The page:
Friday, September 14, 2007
Fido forcing fitness
I never need an alarm clock. That's because I have a Jack Russell named Nipsey. Every morning at 5 a.m. he's up, ready for his morning walk. And because he likes to relax on weekends as much as my husband and I do, he lets us sleep in until 7 a.m. on Saturdays and Sundays.
There are very few people, let alone animals, I would get up for that early in the morning... but I do. Every day, rain or shine, sleet or hail, my hubby or I throw on his harness and leash and trudge up the street. Then we walk again in the afternoon and twice in the evening. Sometimes we stroll for a while, other times it's just for a quick jaunt, but he is the reason I get out and hit the pavement.
It's no secret that dogs can motivate us to get off the couch. In a recent study by the Bassett Research Institute in Cooperstown, New York, scientists investigated whether overweight people who have overweight dogs might be able to partner with their pets in a healthy program of diet and exercise in order to lose weight. The study followed volunteers both with and without canine companions. They all were provided with nutrition counseling and instruction on a regular walking program. The dogs were even given low-fat dog food. Researchers found, to no surprise, that both groups lost weight, but it was the walking group with pooch partners that kept the weight off after the diet was over. And even the four legged participants lost pounds.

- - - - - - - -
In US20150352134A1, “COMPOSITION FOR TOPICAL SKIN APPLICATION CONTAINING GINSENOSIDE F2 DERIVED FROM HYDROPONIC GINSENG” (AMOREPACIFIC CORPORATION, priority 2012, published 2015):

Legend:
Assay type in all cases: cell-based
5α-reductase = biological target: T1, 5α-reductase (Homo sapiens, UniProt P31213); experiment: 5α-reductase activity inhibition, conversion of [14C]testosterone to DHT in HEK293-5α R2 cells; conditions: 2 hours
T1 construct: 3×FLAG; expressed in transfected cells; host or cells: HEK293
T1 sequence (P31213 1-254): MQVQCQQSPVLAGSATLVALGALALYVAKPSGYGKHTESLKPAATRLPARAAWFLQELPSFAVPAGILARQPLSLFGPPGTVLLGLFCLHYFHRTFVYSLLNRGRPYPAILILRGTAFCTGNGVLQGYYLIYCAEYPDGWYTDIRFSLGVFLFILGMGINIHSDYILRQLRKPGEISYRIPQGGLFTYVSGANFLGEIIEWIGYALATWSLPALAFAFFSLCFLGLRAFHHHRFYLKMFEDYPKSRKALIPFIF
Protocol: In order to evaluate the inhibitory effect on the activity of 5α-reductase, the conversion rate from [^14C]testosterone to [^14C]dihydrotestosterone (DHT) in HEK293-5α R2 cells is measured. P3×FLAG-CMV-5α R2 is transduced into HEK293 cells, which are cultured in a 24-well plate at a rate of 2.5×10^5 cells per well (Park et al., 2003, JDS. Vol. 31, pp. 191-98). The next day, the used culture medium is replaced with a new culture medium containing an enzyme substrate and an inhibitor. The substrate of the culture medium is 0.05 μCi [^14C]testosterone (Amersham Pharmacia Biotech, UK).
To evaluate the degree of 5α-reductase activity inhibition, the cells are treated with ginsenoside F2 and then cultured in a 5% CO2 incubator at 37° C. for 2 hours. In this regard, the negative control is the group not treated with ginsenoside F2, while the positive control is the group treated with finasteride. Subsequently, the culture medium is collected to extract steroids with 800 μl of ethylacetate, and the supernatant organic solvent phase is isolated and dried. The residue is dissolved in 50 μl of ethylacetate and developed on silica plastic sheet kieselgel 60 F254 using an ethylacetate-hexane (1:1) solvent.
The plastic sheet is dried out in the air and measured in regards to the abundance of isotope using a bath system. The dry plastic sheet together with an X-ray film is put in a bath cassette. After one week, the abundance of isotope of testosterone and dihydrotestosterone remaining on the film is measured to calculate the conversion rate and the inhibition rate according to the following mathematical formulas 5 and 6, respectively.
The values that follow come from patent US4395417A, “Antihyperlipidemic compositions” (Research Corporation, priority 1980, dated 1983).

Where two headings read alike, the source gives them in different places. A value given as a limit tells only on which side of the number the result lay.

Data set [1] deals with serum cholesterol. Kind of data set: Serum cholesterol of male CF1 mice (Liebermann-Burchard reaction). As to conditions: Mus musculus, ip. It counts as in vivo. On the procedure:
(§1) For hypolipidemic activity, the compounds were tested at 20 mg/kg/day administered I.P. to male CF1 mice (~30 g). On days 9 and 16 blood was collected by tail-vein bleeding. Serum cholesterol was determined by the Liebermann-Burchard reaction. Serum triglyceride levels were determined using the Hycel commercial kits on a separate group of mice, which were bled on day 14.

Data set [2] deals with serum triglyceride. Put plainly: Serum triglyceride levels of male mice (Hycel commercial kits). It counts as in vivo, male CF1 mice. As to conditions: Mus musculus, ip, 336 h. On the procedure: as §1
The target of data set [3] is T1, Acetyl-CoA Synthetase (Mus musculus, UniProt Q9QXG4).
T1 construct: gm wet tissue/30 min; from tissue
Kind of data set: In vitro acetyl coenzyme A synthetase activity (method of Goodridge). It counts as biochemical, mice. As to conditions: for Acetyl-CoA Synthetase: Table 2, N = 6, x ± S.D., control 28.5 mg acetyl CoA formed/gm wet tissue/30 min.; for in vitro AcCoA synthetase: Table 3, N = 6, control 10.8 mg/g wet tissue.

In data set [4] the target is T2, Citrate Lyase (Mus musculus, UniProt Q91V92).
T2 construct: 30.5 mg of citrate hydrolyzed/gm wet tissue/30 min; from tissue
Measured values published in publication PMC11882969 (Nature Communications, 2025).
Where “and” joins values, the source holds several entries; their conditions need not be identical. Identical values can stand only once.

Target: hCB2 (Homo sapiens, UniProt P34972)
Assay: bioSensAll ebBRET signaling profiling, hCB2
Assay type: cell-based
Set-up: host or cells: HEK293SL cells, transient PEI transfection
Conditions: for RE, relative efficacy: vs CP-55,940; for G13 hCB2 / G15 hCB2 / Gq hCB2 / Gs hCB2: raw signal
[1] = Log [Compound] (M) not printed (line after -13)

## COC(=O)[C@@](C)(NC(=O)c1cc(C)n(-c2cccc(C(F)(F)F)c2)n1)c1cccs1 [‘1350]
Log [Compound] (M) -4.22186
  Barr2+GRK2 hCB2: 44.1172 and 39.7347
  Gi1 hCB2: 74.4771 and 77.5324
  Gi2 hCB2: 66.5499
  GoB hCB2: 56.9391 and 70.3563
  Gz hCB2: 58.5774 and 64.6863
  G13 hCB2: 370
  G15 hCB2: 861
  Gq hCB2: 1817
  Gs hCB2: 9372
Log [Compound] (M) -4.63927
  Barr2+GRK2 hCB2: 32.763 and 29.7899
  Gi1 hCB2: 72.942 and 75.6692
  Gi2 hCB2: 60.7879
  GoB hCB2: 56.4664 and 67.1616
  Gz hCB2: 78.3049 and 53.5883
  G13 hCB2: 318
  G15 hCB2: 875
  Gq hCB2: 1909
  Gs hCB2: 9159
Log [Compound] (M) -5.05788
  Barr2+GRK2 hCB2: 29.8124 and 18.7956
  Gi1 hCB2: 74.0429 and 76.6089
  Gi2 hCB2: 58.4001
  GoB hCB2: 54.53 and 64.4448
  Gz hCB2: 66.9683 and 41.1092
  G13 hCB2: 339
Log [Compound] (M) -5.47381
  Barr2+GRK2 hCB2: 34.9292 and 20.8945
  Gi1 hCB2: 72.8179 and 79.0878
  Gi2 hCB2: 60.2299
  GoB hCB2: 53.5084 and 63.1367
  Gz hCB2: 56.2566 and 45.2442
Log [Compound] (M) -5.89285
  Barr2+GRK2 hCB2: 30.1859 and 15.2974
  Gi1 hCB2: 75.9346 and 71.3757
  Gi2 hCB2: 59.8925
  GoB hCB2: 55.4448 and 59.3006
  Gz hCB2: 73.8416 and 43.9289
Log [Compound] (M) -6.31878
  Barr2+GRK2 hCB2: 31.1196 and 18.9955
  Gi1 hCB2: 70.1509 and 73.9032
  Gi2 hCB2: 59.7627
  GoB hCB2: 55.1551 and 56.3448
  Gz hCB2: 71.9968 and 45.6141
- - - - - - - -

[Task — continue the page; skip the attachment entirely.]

So can Fido be a secret weapon to fight obesity? Many doctors say yes, because pets give owners, especially children, the opportunity to participate in some exercise they normally wouldn't get. A study from Wales looked at walkers both with and without furry friends and found that almost 41 percent of dog owners walk, on average, 18 minutes per week longer than people without dogs. Physicians have also found that walking with your pup can improve your overall health. When doctors from the University of Missouri Columbia gave dogs to inner city families who lead sedentary lifestyles, they found the new walkers bonded with their animals, improved their flexibility, balance, lost weight and felt better about themselves.
I know a dog can be a major commitment. In order to keep them healthy, they take time, a lot of care and especially love. But that's what makes it work....I walk with Nipsey, because I love him and that's why it's easier to exercise with my little guy, then it is to get on my treadmill in the basement.
Do you have a dog walking routine that works...or a passion that keeps you motivated to exercise? Let us know. We'd like to hear about it.
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